Many musicians are out to be the next big thing, to create a sound never heard before and be as innovative and influential as possible.
Like any art, music is constantly evolving.
But for Ridgewood resident John Lars Zwerenz, music is best when it goes back to its roots.
“Ever since the time of Beethoven, classical music and western music in general has become more and more dissonant, that is to say, less melodic and harmonic,” Zwerenz said. “Rock’s current, most prevalent presentations are sadly bereft of melody and harmony and rely on merely beat for expression.”
That is why for his new album, “Autumn Rain,” Zwerenz revisited traditional harmonies.
“... my goal, prior to composing and recording, was to capture ‘on tape’ a new music which was inspired by the traditional harmonies of pre-Wagnerian music, such as was Bach’s, Mozart’s and Handel’s. I would return to those sounds and confirm them. I would use different genres to do so: pop, ballads, rock and classical. All these genres are represented on ‘Autumn Rain.’”
For all the complex thought Zwerenz put behind the album’s concept, the tracks are fairly easy to listen to. The lyrics and melodies are simple.
But Zwerenz layers his voice on numerous tracks to create almost a cathedral choir-like sound that can be distracting and muddle the song from time to time as in the album title track, but holds up in other songs like “Hello Elaine” and “Wonderful Girl.”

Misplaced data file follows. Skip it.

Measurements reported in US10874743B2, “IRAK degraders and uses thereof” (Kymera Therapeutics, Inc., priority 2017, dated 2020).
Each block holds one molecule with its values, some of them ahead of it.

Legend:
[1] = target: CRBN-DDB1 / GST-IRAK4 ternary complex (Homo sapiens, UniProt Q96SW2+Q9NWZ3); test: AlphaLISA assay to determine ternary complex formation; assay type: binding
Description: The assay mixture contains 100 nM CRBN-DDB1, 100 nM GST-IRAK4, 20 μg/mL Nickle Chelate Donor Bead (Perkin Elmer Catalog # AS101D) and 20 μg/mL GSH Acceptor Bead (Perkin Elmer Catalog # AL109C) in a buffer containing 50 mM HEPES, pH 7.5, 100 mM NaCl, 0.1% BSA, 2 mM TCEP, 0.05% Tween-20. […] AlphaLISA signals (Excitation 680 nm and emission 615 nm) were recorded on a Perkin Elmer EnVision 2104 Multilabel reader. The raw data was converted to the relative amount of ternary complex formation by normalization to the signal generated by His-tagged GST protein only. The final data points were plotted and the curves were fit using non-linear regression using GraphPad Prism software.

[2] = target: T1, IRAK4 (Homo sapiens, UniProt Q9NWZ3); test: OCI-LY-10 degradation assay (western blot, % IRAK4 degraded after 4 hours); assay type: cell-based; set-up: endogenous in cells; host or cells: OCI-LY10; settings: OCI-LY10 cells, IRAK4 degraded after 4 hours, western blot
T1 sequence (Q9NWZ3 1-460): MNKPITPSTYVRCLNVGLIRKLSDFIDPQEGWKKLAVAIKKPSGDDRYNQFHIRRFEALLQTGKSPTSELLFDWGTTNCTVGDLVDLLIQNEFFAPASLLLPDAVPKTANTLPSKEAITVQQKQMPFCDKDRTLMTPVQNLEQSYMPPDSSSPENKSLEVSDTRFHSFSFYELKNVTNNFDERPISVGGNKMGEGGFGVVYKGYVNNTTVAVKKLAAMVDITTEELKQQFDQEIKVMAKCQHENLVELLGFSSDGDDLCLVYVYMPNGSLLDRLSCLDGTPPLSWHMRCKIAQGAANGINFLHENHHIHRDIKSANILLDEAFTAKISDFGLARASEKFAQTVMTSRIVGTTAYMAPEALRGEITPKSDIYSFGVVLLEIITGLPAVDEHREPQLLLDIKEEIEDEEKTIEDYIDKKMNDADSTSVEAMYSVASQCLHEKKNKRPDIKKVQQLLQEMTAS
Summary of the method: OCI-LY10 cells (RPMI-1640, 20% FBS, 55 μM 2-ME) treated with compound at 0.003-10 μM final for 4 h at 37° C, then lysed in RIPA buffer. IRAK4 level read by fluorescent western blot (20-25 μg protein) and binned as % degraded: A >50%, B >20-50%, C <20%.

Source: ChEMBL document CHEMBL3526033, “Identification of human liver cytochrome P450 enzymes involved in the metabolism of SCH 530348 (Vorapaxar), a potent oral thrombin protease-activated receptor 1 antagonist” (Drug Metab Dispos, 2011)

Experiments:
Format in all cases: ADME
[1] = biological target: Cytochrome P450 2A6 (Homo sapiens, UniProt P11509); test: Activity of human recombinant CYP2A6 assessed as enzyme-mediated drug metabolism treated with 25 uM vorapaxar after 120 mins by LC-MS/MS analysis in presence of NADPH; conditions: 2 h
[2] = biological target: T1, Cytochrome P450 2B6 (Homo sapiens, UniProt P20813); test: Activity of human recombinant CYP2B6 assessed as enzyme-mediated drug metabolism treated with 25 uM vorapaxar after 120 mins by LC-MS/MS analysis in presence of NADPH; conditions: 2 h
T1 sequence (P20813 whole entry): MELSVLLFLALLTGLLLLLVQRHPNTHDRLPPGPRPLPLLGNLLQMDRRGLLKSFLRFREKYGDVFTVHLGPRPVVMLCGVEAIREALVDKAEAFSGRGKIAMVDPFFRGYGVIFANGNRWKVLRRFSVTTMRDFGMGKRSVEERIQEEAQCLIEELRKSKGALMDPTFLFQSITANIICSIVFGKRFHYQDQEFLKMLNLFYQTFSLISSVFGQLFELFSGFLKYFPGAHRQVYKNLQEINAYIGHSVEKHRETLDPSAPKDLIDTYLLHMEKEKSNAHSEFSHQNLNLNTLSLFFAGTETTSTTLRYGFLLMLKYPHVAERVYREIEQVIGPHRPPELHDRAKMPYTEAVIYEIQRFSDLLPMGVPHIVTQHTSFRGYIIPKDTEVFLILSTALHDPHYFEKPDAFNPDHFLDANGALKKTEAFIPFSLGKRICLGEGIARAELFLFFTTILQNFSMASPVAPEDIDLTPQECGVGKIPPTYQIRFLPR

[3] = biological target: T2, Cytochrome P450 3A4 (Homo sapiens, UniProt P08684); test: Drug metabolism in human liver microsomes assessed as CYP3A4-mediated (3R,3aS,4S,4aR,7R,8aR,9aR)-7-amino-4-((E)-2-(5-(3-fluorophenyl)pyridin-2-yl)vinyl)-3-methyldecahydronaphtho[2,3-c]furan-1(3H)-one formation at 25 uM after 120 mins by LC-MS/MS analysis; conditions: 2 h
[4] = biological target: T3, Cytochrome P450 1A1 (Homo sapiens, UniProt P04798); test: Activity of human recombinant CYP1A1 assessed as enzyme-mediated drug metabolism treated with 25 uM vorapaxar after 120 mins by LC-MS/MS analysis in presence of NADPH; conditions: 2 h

“When in the studio, as I was with this record, to not take advantage of multiple tracks and harmonies would have diminished the musical effect of these songs,” Zwerenz said of the vocal layering. “This record was conceived and developed much in the manner of an opera, that is, it builds up from solo melodies to multiple ones, in the songs, and as a whole record.”
Though he said the choice was not conscious, there is a clear influence from the Beatles’ “Abbey Road” era. Zwerenz in no way sounds like he is mimicking or attempting to be the next John Lennon but gives the impression of using parts of their sound with his own.
When asked if other parts of a song, like lyrics and tone, can be put to the forefront to create a specific sound or message, Zwerenz stood by his philosophy.
“Such noise devoid of tonal essentials would be a perversion, not a sub-genre of music, classical, rock or otherwise.”
He added that he does not feel contemporary musicians have successfully “gotten it right,” which is why he feels his album is so important.
“Autumn Rain” is set to be released on April 1 and Zwerenz will perform live later in the spring on Jamaica Bay and other parts of the city.